From mansion block to mews

11th February 2017


The Conservative attack on the social fabric of society in the UK, which has gone on for over thirty years, is finally bringing home the realisation that some action is required to halt the decline. Unfortunately, what is on offer may be little more than a sticking plaster to address a gaping wound. Local authorities are being allowed to add 3% to Council tax bills in order to address insufficient funding for social care provision.   A new housing White Paper sets out plans for more housebuilding in order to boost the rental market. The apprenticeship levy, which kicks in from April, will see all employers with a wage bill of £3m or more paying in to a central pot for the training of young people.

On the face of it these all appear to be positive initiatives against which it is difficult to argue. In reality they are all attempted short terms fixes for the social crisis which capitalism has been nurturing for nearly half a century.

The emphasis in relation to housing, on more homes to rent for young people is, in effect, a recognition that the Tory ‘right to buy’ policy, initiated in the 1980’s, has been an abject failure. The success of post war council house building had been to move millions out of squalid property, managed by unscrupulous landlords, and into homes built to decent standards managed by local authorities. The so-called right to buy, couched in terms of the UK being a property owning democracy, was little more than a scramble by speculators to asset strip council stock and undermine the infrastructure for social housing in the UK.

The solution proposed in the current White Paper however may well contain the seeds of its own destruction. The paper argues that greater use should be made of ‘brownfield’ sites and that in urban areas more high density schemes should get the go ahead, stating,

“When people picture high density housing, they tend to think of unattractive tower blocks, but some of the most desirable places to live in the capital are in areas of higher density mansion blocks, mews houses and terraced streets.”

Like the blocks they envisage building, with relaxed regulation on height restrictions in urban areas, the government clearly has its head in the clouds. The occasional mansion block or mews, housing high salary earning single professionals, with a view of Tate Modern and barges on the Thames, may be a lovely daydream for Communities Secretary, Sajid Javid (pictured), but it is not the reality for most of the poor and struggling in London, never mind the rest of the country.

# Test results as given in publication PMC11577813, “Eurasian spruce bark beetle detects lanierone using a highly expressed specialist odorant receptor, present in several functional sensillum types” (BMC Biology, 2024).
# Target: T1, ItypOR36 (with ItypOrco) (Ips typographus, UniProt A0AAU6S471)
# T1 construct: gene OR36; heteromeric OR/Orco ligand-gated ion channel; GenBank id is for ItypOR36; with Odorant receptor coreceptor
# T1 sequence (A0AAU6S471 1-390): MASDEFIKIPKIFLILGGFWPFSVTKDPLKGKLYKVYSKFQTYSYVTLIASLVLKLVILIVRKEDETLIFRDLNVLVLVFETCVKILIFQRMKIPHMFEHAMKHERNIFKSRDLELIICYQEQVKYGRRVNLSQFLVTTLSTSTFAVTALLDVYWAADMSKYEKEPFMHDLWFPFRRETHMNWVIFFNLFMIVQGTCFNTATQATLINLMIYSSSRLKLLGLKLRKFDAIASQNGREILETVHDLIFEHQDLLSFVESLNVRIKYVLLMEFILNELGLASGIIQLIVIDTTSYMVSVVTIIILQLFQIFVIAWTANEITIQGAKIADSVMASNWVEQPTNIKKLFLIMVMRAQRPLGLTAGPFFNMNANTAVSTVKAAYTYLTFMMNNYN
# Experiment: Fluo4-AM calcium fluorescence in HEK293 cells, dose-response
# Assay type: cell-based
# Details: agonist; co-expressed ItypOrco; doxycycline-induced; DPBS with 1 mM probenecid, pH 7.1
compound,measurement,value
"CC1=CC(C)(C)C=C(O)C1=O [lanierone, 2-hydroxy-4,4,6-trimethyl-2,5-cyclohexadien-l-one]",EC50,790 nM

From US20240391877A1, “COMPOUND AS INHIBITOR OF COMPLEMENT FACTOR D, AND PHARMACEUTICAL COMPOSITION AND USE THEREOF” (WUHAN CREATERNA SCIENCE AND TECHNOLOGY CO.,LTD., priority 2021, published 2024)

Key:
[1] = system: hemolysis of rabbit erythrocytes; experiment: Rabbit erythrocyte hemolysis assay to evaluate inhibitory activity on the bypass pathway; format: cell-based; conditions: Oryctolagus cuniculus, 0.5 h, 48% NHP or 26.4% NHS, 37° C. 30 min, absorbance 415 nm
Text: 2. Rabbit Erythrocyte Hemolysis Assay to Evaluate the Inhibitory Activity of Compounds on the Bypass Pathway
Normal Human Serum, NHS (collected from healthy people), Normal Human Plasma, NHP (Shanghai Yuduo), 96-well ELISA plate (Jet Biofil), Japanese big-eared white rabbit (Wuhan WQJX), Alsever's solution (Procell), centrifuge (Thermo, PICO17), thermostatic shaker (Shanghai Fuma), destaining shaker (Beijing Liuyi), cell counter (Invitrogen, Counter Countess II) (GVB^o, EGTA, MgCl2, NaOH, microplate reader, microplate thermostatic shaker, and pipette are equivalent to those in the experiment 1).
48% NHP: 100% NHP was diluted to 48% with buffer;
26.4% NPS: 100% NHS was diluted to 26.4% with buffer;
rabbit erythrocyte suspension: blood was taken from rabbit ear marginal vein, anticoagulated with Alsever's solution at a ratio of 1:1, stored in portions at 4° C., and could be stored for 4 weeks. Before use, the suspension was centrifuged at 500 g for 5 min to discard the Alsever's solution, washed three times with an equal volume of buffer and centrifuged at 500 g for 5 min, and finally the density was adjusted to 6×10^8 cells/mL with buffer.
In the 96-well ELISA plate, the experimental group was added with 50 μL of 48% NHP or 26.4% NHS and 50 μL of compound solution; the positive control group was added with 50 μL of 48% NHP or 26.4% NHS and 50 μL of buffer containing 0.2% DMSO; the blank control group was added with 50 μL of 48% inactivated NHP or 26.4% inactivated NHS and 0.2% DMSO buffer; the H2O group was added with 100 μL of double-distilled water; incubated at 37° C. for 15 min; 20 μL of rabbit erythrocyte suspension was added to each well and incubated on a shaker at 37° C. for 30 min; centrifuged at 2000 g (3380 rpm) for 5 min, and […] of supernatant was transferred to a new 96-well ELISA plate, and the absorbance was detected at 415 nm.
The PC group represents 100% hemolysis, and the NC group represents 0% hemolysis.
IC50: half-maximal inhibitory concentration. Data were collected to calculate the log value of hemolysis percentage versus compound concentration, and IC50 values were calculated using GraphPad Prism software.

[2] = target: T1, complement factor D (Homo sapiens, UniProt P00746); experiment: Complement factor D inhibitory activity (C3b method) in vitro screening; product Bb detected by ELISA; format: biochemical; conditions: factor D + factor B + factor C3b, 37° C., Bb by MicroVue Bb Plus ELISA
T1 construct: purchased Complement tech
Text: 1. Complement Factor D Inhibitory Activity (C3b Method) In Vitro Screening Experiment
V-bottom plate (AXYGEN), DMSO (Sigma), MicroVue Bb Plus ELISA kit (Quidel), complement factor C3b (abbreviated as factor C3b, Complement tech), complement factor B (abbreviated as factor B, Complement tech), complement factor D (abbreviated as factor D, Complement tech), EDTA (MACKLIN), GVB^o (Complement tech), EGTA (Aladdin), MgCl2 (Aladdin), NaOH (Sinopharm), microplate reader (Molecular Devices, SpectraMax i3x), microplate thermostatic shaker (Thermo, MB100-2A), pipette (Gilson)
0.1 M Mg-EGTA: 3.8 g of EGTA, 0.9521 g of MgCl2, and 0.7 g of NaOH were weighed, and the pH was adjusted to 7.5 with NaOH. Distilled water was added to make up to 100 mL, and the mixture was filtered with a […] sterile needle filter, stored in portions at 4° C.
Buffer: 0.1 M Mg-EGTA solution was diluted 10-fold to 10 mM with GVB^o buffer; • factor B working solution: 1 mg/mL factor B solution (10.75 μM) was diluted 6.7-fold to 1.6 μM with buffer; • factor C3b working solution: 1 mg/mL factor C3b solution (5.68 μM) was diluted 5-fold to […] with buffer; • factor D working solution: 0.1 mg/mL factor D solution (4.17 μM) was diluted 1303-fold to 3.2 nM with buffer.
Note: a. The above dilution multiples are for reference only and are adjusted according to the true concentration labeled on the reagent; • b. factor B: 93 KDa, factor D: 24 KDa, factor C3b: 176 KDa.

High density housing, combined with high density low pay and unemployment, is simply a recipe for high density social unrest.

The apprenticeship levy to the rescue then? Young people getting a training which will allow them to get a foot on the employment ladder and claw their way from the high density poverty of 1960’s brutalist housing and into the 21st century version? Perhaps. The levy is aimed at raising £3 billion from employers in order to fund 3 million high quality apprenticeships by 2020.

However, for large public sector employers, struggling under central government cuts, the levy may effectively operate as another tax burden. With 0.5% of the payroll cost being diverted into the levy many public sector bodies, struggling to meet existing pay bills, will have to divert a proportion of their funds into the scheme. While they may get some of this back, in the form of young people as apprentices, there is no guarantee of proportionality.

In effect, large public sector employers could end up subsidising private sector apprenticeships.

Finally, the government allowing local councils to increase council tax bills by 3%, to cover cuts in social care, shows a comprehensive lack of understanding of the extent to which local government services have been decimated. For most local authorities the 3% increase will barely cover the additional costs of the living wage increase, which private care providers are looking to pass onto local councils as part of their contract arrangements.

The crisis in social care of course feeds back in to the crisis in the NHS, as beds remain occupied due to the lack of provision in the community for older people. Properly resourced and funded local government services are part of the answer to these problems. In spite of the rhetoric however, centralisation has been the hallmark of all governments since the 1980’s. If that is the case then central government needs to come up with a strategic plan to address the crumbling social fabric of the UK.

Supporting a few well paid bankers, in the few well resourced mansion blocks and mews’ of the capital, will not be enough.


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